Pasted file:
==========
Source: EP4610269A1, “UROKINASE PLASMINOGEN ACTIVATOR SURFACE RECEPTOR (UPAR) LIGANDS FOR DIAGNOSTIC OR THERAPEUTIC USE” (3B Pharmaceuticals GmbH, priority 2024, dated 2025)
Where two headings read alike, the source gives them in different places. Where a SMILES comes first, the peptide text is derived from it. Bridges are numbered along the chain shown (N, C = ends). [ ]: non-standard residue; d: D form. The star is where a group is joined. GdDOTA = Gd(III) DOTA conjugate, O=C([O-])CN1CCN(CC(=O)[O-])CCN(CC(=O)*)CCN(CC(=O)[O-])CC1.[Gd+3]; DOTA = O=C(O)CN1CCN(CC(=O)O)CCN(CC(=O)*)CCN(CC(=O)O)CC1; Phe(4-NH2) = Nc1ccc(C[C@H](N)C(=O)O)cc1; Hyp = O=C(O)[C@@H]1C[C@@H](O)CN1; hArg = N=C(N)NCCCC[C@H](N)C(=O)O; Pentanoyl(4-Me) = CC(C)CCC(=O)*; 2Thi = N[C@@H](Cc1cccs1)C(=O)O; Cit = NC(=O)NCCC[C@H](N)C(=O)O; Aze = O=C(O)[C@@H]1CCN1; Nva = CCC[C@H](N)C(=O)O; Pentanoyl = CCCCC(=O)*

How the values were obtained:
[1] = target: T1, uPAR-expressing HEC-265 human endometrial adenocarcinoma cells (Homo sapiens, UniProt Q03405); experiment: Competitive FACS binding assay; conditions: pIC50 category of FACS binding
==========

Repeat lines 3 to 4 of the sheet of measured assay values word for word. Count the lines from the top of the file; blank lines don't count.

How the values were obtained:
[1] = target: T1, uPAR-expressing HEC-265 human endometrial adenocarcinoma cells (Homo sapiens, UniProt Q03405); experiment: Competitive FACS binding assay; conditions: pIC50 category of FACS binding